Scientists have long known that the mother's brain is flooded with oxytocin when breastfeeding. But until recently, they had been puzzled as to how enough oxytocin was produced to alter the mother's moods. Now they know.
A study published on July 18, 2008 at the Public Library of Science Computational Biology found that breastfeeding mobilizes more than the usual brain cells that secrete oxytocin. Breastfeeding puts dendrites to work as well to secrete oxytocin.
Oxytocin, which is also secreted during labor and sexual intercourse, is also known as the "love hormone". It increases feelings of trust, relaxation and love. It has a sedative effect. No wonder many women report feeling drowsy while breastfeeding.
Breastfeeding also fosters closeness between mother and child in other ways. It enables Mommy and baby to have more physical and skin-to-skin contact. Mothers and babies gaze into each other's eyes for extended periods of time while breastfeeding. Mothers also tend to interact in other ways with their babies when breastfeeding.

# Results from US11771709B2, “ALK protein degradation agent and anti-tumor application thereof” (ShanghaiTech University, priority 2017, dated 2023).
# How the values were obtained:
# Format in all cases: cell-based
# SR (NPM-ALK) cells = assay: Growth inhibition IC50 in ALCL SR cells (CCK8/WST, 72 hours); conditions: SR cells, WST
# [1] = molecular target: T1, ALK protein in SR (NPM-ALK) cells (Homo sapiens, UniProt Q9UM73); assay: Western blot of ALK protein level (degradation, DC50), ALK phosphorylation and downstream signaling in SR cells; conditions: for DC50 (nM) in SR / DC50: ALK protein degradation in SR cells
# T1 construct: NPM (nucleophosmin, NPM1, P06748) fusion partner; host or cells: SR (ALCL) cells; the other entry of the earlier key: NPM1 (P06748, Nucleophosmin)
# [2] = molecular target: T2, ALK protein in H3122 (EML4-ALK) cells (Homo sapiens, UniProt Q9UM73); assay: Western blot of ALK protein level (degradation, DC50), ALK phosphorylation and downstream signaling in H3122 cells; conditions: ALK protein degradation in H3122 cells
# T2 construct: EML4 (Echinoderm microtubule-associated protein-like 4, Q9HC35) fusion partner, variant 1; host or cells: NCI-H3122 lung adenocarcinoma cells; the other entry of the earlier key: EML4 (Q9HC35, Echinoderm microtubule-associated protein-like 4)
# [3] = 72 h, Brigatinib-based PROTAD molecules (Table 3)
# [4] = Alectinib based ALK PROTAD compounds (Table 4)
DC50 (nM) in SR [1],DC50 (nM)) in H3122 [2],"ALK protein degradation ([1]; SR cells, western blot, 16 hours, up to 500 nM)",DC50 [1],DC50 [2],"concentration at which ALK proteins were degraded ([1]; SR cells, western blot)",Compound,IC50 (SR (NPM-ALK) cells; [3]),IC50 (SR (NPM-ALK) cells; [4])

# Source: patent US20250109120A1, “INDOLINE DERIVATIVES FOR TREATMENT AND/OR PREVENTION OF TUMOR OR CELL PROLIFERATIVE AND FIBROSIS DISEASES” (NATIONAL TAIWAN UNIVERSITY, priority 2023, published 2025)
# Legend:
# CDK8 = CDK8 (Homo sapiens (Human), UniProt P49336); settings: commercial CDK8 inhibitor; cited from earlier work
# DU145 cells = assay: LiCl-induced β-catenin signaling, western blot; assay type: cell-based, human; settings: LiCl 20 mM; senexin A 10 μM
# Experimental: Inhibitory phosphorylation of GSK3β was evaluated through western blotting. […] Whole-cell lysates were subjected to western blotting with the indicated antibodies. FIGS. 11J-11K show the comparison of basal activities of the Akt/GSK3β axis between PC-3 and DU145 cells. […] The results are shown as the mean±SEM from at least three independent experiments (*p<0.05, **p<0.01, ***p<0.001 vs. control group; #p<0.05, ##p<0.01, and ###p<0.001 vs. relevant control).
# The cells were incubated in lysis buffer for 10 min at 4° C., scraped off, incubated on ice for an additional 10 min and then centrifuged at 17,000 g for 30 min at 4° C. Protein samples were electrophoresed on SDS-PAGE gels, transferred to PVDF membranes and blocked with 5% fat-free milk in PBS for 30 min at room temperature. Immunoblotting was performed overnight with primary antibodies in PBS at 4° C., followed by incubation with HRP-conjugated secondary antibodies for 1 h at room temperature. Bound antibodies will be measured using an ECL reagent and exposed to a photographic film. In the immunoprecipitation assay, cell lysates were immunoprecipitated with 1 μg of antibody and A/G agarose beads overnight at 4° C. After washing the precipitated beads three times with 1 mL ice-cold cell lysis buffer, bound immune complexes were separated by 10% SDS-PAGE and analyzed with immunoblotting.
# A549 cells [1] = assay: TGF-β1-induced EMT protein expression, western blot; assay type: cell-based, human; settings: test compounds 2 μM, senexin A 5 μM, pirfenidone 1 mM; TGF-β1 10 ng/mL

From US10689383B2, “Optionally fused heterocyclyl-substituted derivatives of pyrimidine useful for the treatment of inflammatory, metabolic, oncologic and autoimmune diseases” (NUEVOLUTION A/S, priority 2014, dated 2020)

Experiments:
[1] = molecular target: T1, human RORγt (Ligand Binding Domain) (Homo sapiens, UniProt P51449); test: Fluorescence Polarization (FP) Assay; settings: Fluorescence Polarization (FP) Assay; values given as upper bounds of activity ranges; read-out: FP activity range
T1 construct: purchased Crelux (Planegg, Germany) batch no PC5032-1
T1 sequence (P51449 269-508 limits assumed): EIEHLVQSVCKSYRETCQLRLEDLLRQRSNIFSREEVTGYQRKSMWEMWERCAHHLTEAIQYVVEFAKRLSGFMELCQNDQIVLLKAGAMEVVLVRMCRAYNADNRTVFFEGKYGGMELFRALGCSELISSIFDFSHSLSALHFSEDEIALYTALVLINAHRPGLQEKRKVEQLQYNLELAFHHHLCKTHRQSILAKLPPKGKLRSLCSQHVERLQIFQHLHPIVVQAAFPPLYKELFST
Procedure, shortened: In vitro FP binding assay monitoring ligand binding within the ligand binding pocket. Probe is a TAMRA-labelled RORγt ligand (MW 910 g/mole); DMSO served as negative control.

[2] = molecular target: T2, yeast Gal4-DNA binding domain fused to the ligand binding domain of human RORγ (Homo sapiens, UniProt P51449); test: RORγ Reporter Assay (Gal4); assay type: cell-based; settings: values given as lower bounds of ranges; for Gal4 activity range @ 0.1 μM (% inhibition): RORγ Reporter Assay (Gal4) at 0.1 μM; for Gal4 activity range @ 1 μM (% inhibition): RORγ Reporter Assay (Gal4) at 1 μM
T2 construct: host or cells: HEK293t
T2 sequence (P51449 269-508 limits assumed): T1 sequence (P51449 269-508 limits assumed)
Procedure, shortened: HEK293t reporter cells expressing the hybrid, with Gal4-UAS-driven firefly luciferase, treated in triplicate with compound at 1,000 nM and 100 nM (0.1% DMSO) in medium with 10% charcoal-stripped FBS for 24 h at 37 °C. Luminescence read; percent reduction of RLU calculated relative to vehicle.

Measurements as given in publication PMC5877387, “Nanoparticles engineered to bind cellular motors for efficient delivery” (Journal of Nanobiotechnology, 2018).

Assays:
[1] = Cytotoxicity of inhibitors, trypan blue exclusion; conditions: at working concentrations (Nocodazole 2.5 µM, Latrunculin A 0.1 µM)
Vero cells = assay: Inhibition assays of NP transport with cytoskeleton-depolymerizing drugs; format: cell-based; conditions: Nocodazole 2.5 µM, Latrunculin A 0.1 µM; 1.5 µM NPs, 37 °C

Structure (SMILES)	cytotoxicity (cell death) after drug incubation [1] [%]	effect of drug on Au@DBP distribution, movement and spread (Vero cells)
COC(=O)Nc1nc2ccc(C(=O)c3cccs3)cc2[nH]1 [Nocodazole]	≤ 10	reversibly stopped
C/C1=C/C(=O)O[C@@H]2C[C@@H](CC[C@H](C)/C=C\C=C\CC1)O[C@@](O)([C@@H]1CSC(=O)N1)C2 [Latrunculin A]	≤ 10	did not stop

In contrast, bottle-fed babies can easily be passed on to other people to be fed -- making it easier for Mom to be separated from baby - and worse be fed without any human contact at all, through a bottle prop.
While breastfeeding has been shown in several studies to help immensely with mother-child bonding, it is not a necessary condition for bonding to occur. However, those who bottle feed can and should take the following lessons from breastfeeding to foster a stronger bond with their children:
- be attentive to your child's cues and respond to them promptly
- seek ways to be physically close and affectionate to your child in appropriate ways
- make plenty of eye contact with your child
- spend time with your child
- relax and trust in your ability to be a good mother to your child
PLOS Computation Biology, July 2008